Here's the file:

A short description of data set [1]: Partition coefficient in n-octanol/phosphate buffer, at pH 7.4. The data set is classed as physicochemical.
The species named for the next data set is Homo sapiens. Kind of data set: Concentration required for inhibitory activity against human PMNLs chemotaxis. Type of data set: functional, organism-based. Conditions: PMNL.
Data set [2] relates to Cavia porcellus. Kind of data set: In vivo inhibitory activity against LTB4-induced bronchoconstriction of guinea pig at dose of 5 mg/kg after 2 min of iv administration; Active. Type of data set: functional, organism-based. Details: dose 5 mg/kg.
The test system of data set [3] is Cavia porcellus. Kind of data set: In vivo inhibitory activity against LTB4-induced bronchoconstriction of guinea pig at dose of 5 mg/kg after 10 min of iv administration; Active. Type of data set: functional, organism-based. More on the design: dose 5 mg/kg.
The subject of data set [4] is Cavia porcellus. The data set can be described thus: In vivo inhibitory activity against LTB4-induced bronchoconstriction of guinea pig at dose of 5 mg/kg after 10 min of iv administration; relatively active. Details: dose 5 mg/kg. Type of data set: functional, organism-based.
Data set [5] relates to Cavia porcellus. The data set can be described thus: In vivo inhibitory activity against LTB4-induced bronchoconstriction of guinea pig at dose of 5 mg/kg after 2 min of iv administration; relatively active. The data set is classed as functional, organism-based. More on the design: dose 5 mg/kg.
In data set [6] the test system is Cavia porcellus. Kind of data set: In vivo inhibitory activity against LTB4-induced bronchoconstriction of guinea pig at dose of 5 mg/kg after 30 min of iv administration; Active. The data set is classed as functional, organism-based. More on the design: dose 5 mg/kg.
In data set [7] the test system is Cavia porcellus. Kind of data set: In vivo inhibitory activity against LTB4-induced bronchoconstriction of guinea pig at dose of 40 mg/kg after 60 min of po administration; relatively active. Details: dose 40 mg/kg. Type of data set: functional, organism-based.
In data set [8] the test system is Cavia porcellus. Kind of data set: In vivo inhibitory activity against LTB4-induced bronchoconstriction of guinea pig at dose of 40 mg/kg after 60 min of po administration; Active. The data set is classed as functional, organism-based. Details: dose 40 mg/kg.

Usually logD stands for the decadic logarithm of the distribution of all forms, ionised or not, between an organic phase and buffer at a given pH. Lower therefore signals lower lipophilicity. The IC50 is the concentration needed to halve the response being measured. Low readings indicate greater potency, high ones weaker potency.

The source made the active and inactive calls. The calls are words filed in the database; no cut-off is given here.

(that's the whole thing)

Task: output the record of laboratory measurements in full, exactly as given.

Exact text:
A short description of data set [1]: Partition coefficient in n-octanol/phosphate buffer, at pH 7.4. The data set is classed as physicochemical.
The species named for the next data set is Homo sapiens. Kind of data set: Concentration required for inhibitory activity against human PMNLs chemotaxis. Type of data set: functional, organism-based. Conditions: PMNL.
Data set [2] relates to Cavia porcellus. Kind of data set: In vivo inhibitory activity against LTB4-induced bronchoconstriction of guinea pig at dose of 5 mg/kg after 2 min of iv administration; Active. Type of data set: functional, organism-based. Details: dose 5 mg/kg.
The test system of data set [3] is Cavia porcellus. Kind of data set: In vivo inhibitory activity against LTB4-induced bronchoconstriction of guinea pig at dose of 5 mg/kg after 10 min of iv administration; Active. Type of data set: functional, organism-based. More on the design: dose 5 mg/kg.
The subject of data set [4] is Cavia porcellus. The data set can be described thus: In vivo inhibitory activity against LTB4-induced bronchoconstriction of guinea pig at dose of 5 mg/kg after 10 min of iv administration; relatively active. Details: dose 5 mg/kg. Type of data set: functional, organism-based.
Data set [5] relates to Cavia porcellus. The data set can be described thus: In vivo inhibitory activity against LTB4-induced bronchoconstriction of guinea pig at dose of 5 mg/kg after 2 min of iv administration; relatively active. The data set is classed as functional, organism-based. More on the design: dose 5 mg/kg.
In data set [6] the test system is Cavia porcellus. Kind of data set: In vivo inhibitory activity against LTB4-induced bronchoconstriction of guinea pig at dose of 5 mg/kg after 30 min of iv administration; Active. The data set is classed as functional, organism-based. More on the design: dose 5 mg/kg.
In data set [7] the test system is Cavia porcellus. Kind of data set: In vivo inhibitory activity against LTB4-induced bronchoconstriction of guinea pig at dose of 40 mg/kg after 60 min of po administration; relatively active. Details: dose 40 mg/kg. Type of data set: functional, organism-based.
In data set [8] the test system is Cavia porcellus. Kind of data set: In vivo inhibitory activity against LTB4-induced bronchoconstriction of guinea pig at dose of 40 mg/kg after 60 min of po administration; Active. The data set is classed as functional, organism-based. Details: dose 40 mg/kg.

Usually logD stands for the decadic logarithm of the distribution of all forms, ionised or not, between an organic phase and buffer at a given pH. Lower therefore signals lower lipophilicity. The IC50 is the concentration needed to halve the response being measured. Low readings indicate greater potency, high ones weaker potency.

The source made the active and inactive calls. The calls are words filed in the database; no cut-off is given here.